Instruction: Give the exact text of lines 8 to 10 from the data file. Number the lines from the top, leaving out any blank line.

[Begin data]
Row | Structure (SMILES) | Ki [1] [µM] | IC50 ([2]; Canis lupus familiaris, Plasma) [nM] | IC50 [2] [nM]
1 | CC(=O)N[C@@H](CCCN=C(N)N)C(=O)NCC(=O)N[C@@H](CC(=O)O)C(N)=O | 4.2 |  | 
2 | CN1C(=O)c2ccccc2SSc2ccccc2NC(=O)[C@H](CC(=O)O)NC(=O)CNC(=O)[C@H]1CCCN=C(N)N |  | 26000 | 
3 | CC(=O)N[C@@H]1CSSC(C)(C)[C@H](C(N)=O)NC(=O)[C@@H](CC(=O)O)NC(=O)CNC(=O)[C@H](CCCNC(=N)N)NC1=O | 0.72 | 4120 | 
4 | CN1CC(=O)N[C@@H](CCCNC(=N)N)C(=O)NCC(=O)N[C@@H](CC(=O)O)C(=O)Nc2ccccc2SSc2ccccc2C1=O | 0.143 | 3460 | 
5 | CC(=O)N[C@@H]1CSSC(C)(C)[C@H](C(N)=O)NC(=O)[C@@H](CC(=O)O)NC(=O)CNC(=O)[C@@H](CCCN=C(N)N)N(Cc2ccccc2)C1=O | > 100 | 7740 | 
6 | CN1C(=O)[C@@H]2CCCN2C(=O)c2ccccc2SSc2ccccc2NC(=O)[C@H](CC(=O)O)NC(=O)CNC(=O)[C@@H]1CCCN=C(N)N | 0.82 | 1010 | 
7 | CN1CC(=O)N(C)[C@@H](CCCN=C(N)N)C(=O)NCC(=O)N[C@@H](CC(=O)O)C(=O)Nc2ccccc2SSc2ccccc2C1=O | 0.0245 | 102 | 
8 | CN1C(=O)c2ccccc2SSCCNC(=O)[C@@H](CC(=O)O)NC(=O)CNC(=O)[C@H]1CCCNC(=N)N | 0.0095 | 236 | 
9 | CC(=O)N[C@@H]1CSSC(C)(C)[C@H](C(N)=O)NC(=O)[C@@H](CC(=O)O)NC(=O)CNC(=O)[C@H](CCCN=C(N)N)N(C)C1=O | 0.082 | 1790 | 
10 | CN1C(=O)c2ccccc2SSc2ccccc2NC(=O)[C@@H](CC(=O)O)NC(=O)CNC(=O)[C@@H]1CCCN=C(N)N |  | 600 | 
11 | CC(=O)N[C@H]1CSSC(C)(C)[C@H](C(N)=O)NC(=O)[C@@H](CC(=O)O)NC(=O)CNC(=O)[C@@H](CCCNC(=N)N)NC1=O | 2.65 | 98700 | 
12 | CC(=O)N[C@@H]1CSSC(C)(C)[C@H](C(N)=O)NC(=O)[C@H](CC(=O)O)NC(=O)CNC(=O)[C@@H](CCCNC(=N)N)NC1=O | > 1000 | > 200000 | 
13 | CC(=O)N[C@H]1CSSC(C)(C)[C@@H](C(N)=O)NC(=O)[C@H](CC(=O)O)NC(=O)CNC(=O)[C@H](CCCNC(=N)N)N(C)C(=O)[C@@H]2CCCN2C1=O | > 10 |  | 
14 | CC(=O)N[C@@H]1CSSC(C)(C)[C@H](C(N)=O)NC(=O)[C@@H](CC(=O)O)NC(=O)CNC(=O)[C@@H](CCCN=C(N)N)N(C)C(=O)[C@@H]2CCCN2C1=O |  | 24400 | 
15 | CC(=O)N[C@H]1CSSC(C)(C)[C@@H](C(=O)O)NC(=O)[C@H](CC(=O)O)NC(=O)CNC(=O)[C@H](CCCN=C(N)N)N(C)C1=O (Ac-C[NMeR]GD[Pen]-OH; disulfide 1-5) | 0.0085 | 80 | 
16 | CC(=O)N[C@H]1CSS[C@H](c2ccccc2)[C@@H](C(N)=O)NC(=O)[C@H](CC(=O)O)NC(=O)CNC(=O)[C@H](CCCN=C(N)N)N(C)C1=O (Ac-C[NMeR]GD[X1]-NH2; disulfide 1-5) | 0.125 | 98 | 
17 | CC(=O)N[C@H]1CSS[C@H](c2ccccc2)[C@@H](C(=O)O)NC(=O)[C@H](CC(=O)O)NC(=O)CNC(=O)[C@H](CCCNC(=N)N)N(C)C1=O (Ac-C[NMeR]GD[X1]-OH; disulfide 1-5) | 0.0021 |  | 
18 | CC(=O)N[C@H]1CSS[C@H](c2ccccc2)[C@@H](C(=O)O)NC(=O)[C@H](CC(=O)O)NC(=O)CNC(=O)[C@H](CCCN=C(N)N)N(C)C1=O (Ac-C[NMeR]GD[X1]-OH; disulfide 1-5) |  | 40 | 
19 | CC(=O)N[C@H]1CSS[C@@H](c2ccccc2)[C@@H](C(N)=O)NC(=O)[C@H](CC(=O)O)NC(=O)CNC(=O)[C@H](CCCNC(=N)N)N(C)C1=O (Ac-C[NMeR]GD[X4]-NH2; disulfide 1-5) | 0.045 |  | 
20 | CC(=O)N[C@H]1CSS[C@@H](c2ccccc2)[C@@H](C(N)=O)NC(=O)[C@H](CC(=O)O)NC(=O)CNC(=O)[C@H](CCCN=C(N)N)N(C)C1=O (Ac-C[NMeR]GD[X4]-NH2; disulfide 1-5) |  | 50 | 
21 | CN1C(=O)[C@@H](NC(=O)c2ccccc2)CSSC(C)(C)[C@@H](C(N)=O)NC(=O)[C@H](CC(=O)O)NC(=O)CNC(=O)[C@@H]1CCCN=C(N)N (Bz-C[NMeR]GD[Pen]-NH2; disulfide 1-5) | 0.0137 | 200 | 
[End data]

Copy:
7 | CN1CC(=O)N(C)[C@@H](CCCN=C(N)N)C(=O)NCC(=O)N[C@@H](CC(=O)O)C(=O)Nc2ccccc2SSc2ccccc2C1=O | 0.0245 | 102 | 
8 | CN1C(=O)c2ccccc2SSCCNC(=O)[C@@H](CC(=O)O)NC(=O)CNC(=O)[C@H]1CCCNC(=N)N | 0.0095 | 236 | 
9 | CC(=O)N[C@@H]1CSSC(C)(C)[C@H](C(N)=O)NC(=O)[C@@H](CC(=O)O)NC(=O)CNC(=O)[C@H](CCCN=C(N)N)N(C)C1=O | 0.082 | 1790 | 